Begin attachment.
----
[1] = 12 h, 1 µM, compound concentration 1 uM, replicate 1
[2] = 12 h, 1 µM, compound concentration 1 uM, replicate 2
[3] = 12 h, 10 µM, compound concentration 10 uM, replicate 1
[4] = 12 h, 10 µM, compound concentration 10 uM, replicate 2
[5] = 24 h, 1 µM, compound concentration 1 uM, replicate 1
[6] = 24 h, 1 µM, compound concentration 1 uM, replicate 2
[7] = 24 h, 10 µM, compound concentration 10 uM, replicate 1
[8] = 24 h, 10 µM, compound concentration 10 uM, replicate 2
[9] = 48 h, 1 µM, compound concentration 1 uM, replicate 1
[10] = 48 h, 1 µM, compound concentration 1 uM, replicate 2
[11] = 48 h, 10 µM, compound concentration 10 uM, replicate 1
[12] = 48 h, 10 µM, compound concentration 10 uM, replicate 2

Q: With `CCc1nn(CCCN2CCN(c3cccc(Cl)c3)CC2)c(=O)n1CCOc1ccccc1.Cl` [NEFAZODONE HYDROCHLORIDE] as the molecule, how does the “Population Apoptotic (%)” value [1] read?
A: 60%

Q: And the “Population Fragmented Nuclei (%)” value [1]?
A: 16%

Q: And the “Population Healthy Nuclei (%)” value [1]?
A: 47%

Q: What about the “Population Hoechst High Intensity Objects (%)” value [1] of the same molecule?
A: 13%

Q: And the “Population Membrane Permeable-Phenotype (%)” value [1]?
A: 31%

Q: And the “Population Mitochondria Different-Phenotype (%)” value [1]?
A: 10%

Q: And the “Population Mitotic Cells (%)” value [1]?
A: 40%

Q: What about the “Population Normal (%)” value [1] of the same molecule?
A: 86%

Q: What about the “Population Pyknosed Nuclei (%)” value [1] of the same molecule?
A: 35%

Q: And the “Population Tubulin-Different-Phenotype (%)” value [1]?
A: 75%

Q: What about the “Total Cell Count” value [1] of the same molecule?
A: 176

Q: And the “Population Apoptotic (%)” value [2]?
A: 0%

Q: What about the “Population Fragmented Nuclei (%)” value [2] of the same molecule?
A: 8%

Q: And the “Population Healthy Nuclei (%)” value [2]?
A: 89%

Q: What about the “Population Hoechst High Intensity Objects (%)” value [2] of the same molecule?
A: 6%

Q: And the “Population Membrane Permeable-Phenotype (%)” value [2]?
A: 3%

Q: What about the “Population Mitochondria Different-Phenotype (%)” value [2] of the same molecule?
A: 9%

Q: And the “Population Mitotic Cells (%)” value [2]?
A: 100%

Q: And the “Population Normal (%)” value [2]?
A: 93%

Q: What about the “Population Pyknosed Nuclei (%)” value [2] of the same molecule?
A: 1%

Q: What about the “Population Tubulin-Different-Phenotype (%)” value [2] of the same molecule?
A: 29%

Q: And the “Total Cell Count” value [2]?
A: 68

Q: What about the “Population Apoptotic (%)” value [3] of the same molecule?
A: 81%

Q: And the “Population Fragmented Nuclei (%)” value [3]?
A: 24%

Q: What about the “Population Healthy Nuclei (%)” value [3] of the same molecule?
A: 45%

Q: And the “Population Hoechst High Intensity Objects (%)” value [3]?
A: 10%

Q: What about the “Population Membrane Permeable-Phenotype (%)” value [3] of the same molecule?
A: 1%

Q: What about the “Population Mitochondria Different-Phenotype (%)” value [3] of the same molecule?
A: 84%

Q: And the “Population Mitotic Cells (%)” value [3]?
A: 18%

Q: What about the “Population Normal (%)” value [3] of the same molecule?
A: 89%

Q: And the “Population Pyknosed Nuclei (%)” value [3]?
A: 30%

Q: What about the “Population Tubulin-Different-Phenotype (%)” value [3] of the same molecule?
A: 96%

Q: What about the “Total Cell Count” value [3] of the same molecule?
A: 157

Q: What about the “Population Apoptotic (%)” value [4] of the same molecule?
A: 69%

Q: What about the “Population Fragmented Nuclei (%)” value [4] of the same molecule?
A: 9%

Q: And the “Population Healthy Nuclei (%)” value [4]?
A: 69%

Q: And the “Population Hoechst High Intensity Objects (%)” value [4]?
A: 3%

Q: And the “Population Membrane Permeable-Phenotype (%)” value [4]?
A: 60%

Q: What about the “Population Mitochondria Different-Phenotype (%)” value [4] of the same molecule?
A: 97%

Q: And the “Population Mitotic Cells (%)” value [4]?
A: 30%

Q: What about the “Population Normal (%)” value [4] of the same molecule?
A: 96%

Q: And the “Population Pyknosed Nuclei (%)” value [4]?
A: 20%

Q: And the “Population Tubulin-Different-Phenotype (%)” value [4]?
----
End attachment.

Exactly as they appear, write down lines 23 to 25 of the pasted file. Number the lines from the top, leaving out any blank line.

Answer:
Q: And the “Population Mitochondria Different-Phenotype (%)” value [1]?
A: 10%

Q: And the “Population Mitotic Cells (%)” value [1]?